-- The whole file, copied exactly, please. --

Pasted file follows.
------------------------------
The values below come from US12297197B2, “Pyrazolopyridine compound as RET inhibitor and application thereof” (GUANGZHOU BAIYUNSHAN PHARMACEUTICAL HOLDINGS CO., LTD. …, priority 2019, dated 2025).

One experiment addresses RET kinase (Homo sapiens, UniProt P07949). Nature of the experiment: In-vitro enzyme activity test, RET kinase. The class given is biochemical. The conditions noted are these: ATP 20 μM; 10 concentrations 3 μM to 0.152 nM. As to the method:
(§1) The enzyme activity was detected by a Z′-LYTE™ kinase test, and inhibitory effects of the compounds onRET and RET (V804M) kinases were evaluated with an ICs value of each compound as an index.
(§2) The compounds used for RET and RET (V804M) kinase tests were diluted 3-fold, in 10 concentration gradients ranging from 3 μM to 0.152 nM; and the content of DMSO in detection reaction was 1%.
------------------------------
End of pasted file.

The values below come from US12297197B2, “Pyrazolopyridine compound as RET inhibitor and application thereof” (GUANGZHOU BAIYUNSHAN PHARMACEUTICAL HOLDINGS CO., LTD. …, priority 2019, dated 2025).

One experiment addresses RET kinase (Homo sapiens, UniProt P07949). Nature of the experiment: In-vitro enzyme activity test, RET kinase. The class given is biochemical. The conditions noted are these: ATP 20 μM; 10 concentrations 3 μM to 0.152 nM. As to the method:
(§1) The enzyme activity was detected by a Z′-LYTE™ kinase test, and inhibitory effects of the compounds onRET and RET (V804M) kinases were evaluated with an ICs value of each compound as an index.
(§2) The compounds used for RET and RET (V804M) kinase tests were diluted 3-fold, in 10 concentration gradients ranging from 3 μM to 0.152 nM; and the content of DMSO in detection reaction was 1%.